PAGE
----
If the oil line is around the 8- to 10-board, that’s the area you have to play. With the oil being short, you have to throw the bail very firmly and on line to take advantage of the nil line in the heads–this will give you more margin for error on your shots.

If you slow-hook the ball on this condition, you can’t take advantage of the oil line in the heads, so what you are currently doing is the opposite of your needs.

Start out the night hard and straight. As the oil line deteriorates and there is some carrydown, move in. That way you’ll move with the oil line, swing the ball a little more, and slow down so the ball can hook through the carrydown.

With the shorter oil pattern, your breakpoint will not move in as you move in to find oil in the heads and get the ball down the lane. You still will have to get the ball to the same breakpoint that you started with: you might even have to move your breakpoint farther outside because you now have some carrydown in the back end. If you miss outside time carrydown, the lane will be dry and the ball will book back–that will give you some area to play with down the lane that you didn’t have at the beginning of the night.

Keep an open mind about playing the lanes. The most consistent thing in the sport of bowling is that the lane conditions will play differently every time you bowl.

* My hand or wrist delivery is very inconsistent. I have a tendency to turn the ball instead of throwing it straight. I thought your article on chicken-winging [April 2003] was interesting, because I am a chicken-winger. I know a lot of my mistakes come from timing. Sometimes my steps get too fast in my five-step approach. I would like to know the best way to practice to resolve my problems.

First off, you don’t want to throw a straight ball. Turning the ball with speed is better than having no turn and hook. You will have no chance to develop a good strike ball without hooking the ball.

With a five-step approach, you should not move the ball with the first step. When your second step starts, start moving the ball out in front of your body. When the second step is complete, the pushaway is also finished, so for a righthander the left hand should leave the ball as the swing starts, even if the arms are not fully extended. By doing this, you will get the ball started into the swing at the right time. Once you are able to complete your pushaway consistently, you can adjust your timing simply by adjusting the height of the ball in your stance.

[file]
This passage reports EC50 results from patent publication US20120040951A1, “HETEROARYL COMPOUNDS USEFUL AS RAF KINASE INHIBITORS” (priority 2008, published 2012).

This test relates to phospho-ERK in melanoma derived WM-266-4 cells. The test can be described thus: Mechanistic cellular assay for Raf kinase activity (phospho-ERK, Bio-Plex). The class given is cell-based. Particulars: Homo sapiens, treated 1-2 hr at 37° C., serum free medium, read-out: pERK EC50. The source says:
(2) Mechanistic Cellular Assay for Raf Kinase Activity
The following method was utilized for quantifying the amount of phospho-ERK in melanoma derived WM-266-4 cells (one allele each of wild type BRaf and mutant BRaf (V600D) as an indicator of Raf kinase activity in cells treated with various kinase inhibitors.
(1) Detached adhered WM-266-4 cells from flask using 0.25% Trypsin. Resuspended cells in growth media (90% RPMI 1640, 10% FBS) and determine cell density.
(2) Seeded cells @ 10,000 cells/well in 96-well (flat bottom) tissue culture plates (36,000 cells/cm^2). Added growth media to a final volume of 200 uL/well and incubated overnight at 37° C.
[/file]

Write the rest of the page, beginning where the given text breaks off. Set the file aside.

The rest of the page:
If you have fast feet, hold the ball lower than waist high. If your feet are slow, hold the ball chest high. If your feet travel at a medium speed, hold the ball at waist level. How high you hold the ball in your stance will help you coordinate your swing better with your steps.

Matching your swing to your feet will give you a better “feel” for the game and ultimately help you become a better player.

* I practice often to maintain my timing on the approach. During practice sessions my timing is not a problem, but during league play I have difficulty keeping my timing on the approach, which makes my release inconsistent. What can I do?

Your problem is very common. There are two things that result in you performance being better in practice than during league play: the pace of play and the lane conditions.

When you are practicing, most of the time you are alone on a lane. You and only you will be taking shot after shot. The pace of play is faster than in league bowling, and it’s easier to get into a good rhythm and be able to repeat shots. Also, if you miss, the mistake doesn’t have an effect on the outcome of a game or your average. So mentally there is less pressure in practice, which again makes it easier to get into a good rhythm.

The second issue is lane conditions. When playing alone, you are developing your own track in the oil that you can play off of. You don’t have other bowlers developing different tracks, and the carrydown of the oil is different with more players on the lane. In league play, it can be difficult to get a consistent ball reaction because the lanes change much faster with more bowlers on the lane.

When playing in your league, it’s very important to stay in touch with what’s happening on the lanes and what you are trying to do to make shots. The slower pace of play makes it very important that you develop a game that takes as little muscle as possible. The more moving parts you have in your game and the harder you have to work to make good shots, the more difficulty you will have repeating them. especially when playing at a slower pace and when lanes change fast because of the amount and type of play on the lanes.

The bottom line is that yon need to keep refining your game so you Call make better shots under different playing conditions.

COPYRIGHT 2004 Century Publishing

COPYRIGHT 2004 Gale Group